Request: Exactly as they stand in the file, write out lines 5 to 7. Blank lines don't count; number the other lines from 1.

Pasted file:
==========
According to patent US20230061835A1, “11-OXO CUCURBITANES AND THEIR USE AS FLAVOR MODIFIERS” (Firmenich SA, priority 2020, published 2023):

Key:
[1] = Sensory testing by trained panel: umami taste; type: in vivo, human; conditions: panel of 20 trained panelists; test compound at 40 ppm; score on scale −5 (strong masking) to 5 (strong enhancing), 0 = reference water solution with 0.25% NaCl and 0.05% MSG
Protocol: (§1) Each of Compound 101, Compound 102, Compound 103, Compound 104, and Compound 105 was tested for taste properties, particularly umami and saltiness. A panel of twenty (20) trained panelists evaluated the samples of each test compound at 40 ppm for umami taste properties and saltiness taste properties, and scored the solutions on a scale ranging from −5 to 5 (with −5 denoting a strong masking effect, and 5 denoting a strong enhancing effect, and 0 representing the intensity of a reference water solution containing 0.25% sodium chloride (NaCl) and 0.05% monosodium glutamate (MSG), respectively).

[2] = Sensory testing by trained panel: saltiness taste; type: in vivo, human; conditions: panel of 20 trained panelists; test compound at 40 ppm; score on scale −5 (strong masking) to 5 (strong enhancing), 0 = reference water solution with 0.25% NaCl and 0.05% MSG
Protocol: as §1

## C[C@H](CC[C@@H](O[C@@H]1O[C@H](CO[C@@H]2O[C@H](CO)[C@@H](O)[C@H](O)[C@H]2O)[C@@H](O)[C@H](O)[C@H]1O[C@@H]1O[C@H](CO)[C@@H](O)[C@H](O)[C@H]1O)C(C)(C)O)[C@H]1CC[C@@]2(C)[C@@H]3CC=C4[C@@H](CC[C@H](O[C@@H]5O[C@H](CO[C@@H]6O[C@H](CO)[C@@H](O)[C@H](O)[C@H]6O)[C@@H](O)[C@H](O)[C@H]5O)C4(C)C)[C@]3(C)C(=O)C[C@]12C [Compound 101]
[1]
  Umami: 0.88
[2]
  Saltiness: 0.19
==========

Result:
[2] = Sensory testing by trained panel: saltiness taste; type: in vivo, human; conditions: panel of 20 trained panelists; test compound at 40 ppm; score on scale −5 (strong masking) to 5 (strong enhancing), 0 = reference water solution with 0.25% NaCl and 0.05% MSG
Protocol: as §1

## C[C@H](CC[C@@H](O[C@@H]1O[C@H](CO[C@@H]2O[C@H](CO)[C@@H](O)[C@H](O)[C@H]2O)[C@@H](O)[C@H](O)[C@H]1O[C@@H]1O[C@H](CO)[C@@H](O)[C@H](O)[C@H]1O)C(C)(C)O)[C@H]1CC[C@@]2(C)[C@@H]3CC=C4[C@@H](CC[C@H](O[C@@H]5O[C@H](CO[C@@H]6O[C@H](CO)[C@@H](O)[C@H](O)[C@H]6O)[C@@H](O)[C@H](O)[C@H]5O)C4(C)C)[C@]3(C)C(=O)C[C@]12C [Compound 101]